Ray Stevens’ CabaRay opens Jan. 18.
The kind of evening that starts with a bouquet of flowers and the shiniest shoes in the closet – that’s the experience Ray Stevens hopes his new venue CabaRay brings to fans in Music City.
Stevens’ CabaRay Showroom is a supper club that combines the polished atmosphere of vintage Las Vegas with the aesthetics of a chalet in Gatlinburg.
Guests to the state-of-the-art performance center can mingle in the piano bar before dinner then enjoy a leisurely, multi-course meal before the country singer and comedian’s 90-minute show. For those who don’t want to dine, theater seating is also available.
“This is a different venue for Nashville as well as just about any community in the United States,” Stevens said. “You don’t run across a show room like this every day, and I built it mainly because this is what I’ve done all my life and I enjoy it. I built it first of all to have fun. Secondly, I’d like people to come here to have fun, and I’m hoping we can make that happen.”
Stevens’ CabaRay Showroom, located at 5724 River Road, opens Jan. 18 and also includes television production facilities, a gift shop, a recording studio and an office complex. There is seating for more than 700 guests and free parking for 300 cars and six buses. Stevens will perform at the venue regularly, but also plans to welcome other entertainers as well as stage productions into his venue.
“People are coming to Nashville because Nashville is the place to come and this will give them another place to come besides The Grand Ole Opry and Lower Broadway,” he explained. “And, they can sure park a lot cheaper here.”
The idea of a Nashville showroom appealed to Stevens because he was tired of fighting traffic to travel to shows. Having a performance space 10 minutes from home means he can use a bigger band, expand his horn section, possibly hire a string section, and employ a range of large-scale props in his nightly concert.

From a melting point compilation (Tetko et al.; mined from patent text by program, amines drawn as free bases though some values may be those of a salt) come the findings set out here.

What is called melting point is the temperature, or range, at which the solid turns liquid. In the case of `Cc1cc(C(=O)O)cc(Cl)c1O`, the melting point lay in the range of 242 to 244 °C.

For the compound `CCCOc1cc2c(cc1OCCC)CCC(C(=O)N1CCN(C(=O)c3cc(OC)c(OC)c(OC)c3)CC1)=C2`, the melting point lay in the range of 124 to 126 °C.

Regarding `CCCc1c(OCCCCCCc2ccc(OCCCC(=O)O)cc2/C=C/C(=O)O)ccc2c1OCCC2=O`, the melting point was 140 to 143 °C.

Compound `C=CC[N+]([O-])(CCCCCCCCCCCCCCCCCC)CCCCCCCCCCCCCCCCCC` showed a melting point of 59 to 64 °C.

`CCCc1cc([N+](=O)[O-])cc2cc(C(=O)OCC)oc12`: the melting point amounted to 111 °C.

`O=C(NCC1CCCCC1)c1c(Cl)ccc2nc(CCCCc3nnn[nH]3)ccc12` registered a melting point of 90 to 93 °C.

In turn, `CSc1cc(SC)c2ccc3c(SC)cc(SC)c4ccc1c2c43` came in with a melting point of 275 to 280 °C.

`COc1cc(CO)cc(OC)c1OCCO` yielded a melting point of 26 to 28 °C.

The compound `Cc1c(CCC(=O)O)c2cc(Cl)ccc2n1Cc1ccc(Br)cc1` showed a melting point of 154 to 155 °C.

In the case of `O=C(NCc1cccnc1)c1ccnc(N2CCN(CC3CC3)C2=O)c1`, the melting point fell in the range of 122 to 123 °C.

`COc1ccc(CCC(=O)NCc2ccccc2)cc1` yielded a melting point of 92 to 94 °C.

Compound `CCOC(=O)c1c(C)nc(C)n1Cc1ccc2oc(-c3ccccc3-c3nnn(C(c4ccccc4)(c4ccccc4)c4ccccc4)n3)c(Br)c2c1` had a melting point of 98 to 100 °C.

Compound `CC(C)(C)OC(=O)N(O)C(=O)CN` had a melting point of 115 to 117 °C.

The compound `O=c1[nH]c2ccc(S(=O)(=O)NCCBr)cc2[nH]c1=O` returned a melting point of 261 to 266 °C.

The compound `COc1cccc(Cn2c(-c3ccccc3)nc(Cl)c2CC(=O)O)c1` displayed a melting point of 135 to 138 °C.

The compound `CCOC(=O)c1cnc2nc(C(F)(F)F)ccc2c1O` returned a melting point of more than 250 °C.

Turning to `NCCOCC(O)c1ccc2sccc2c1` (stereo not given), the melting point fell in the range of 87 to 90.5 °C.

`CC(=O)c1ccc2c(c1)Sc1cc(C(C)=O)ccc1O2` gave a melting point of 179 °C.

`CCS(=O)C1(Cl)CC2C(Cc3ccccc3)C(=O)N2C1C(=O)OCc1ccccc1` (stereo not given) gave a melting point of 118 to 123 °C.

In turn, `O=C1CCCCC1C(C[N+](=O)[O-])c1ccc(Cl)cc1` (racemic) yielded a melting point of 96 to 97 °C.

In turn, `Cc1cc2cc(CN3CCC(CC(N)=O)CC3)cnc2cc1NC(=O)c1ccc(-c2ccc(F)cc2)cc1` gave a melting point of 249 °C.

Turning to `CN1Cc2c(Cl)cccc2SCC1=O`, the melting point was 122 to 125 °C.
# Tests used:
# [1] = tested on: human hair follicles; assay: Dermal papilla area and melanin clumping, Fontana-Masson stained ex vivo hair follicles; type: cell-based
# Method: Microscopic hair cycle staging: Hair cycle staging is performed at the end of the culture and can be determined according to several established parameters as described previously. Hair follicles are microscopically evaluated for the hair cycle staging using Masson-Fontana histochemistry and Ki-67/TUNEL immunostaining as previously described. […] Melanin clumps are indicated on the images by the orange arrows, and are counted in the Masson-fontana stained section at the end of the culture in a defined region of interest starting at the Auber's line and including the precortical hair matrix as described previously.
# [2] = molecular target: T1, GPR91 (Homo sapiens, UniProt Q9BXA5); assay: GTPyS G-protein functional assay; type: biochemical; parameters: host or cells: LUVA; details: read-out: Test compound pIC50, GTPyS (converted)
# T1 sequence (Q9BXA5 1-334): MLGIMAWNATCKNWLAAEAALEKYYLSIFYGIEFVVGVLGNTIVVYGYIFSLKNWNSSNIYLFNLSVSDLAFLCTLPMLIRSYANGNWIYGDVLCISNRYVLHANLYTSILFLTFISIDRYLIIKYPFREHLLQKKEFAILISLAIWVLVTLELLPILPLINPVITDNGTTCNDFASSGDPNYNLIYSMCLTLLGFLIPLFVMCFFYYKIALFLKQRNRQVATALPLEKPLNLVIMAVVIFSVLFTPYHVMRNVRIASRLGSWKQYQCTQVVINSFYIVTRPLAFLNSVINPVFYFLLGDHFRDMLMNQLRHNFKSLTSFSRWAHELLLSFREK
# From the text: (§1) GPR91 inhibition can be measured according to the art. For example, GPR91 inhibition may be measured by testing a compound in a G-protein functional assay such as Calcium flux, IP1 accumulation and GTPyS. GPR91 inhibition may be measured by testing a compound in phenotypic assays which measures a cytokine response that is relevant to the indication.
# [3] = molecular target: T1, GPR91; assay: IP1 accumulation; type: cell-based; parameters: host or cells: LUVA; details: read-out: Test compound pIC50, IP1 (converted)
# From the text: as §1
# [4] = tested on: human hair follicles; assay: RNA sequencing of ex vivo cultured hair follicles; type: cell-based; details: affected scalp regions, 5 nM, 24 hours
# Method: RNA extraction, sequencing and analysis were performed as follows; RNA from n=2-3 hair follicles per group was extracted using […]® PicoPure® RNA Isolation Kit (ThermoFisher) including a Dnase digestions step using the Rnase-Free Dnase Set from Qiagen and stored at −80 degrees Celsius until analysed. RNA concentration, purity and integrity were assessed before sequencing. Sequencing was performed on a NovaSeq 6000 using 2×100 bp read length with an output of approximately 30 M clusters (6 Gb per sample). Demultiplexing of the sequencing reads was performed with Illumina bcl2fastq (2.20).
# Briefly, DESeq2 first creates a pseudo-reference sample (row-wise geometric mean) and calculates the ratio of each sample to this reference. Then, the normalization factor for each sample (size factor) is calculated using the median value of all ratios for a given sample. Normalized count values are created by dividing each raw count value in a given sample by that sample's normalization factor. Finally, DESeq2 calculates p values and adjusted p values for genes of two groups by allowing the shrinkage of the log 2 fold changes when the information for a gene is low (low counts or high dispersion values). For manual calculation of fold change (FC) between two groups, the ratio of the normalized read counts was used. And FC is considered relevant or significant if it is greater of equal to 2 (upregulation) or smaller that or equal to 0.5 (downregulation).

Known for songs including “Everything is Beautiful” and “The Streak,” the singer calls himself a “frustrated architect” and was hands-on during every stage of the design and building process. He sketched the initial floorplan, oversaw construction and hand-selected every detail ranging from the lighting fixtures and trophy case finishes to the wall art.
When guests arrive, they enter into a spacious foyer lit with contemporary fiber-optic chandeliers. The piano bar, with its heavy wood and stone accents, is on the other side. Stevens hopes it provides a comfortable place for his guests to congregate and have cocktails before and after his shows.
“This is a lot like the old school Vegas,” Stevens said. “But even Vegas has fallen into the theater seating trap. All we need is slot machines. If we had slot machines we could afford to do this.”
Even the wall art is meaningful to the singer, and he thinks it will be too much of Nashville. Stevens had murals installed in the showroom depicting recording studios – a nod to the studios’ early role in helping establish Nashville as Music City. He named the dining booths after six of the early and most influential record producers, including Owen Bradley, Chet Atkins, and Fred Foster.
Source: The Tennesseean – Ray Stevens’ supper club channels old school Vegas in Nashville